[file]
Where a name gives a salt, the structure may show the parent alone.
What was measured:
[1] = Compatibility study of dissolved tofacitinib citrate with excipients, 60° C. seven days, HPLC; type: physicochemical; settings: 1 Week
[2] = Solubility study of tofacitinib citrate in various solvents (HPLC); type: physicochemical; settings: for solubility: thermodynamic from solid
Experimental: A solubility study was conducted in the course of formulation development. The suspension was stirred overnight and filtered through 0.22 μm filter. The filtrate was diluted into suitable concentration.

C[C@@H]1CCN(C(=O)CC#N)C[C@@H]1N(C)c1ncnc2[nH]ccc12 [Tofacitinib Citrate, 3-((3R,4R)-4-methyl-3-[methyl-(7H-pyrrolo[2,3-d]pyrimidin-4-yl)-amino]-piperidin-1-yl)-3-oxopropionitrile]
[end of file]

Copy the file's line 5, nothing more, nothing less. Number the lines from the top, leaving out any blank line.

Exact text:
Experimental: A solubility study was conducted in the course of formulation development. The suspension was stirred overnight and filtered through 0.22 μm filter. The filtrate was diluted into suitable concentration.